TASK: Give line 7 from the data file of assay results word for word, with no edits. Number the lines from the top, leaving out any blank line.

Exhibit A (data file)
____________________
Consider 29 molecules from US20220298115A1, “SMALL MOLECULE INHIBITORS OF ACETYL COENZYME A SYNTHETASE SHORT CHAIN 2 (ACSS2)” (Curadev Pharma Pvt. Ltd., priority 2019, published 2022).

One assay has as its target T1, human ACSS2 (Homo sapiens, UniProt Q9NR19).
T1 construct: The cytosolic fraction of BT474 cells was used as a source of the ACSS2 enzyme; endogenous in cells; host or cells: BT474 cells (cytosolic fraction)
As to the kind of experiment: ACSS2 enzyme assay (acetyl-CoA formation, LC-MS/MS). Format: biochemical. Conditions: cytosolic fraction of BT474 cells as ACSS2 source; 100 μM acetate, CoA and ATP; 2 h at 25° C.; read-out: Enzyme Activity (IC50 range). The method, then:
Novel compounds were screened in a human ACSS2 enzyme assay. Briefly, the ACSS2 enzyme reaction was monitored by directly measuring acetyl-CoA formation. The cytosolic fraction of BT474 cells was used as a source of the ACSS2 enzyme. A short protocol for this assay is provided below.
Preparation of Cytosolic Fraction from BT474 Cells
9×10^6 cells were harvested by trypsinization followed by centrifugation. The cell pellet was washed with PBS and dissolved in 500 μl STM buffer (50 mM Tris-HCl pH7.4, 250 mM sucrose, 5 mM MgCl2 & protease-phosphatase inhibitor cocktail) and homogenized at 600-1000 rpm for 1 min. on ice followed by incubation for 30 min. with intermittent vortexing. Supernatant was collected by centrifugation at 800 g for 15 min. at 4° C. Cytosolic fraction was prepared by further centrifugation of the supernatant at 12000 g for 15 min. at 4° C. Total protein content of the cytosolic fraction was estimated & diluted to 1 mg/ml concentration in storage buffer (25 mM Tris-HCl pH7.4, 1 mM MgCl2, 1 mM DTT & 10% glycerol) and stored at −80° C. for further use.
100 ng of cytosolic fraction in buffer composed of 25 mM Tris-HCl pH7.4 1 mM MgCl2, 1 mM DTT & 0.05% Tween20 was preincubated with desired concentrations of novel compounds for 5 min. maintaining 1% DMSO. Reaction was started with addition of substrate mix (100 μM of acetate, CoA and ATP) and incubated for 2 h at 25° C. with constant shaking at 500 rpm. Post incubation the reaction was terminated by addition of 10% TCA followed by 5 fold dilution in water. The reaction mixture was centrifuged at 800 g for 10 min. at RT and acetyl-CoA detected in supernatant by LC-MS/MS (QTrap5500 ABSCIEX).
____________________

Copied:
9×10^6 cells were harvested by trypsinization followed by centrifugation. The cell pellet was washed with PBS and dissolved in 500 μl STM buffer (50 mM Tris-HCl pH7.4, 250 mM sucrose, 5 mM MgCl2 & protease-phosphatase inhibitor cocktail) and homogenized at 600-1000 rpm for 1 min. on ice followed by incubation for 30 min. with intermittent vortexing. Supernatant was collected by centrifugation at 800 g for 15 min. at 4° C. Cytosolic fraction was prepared by further centrifugation of the supernatant at 12000 g for 15 min. at 4° C. Total protein content of the cytosolic fraction was estimated & diluted to 1 mg/ml concentration in storage buffer (25 mM Tris-HCl pH7.4, 1 mM MgCl2, 1 mM DTT & 10% glycerol) and stored at −80° C. for further use.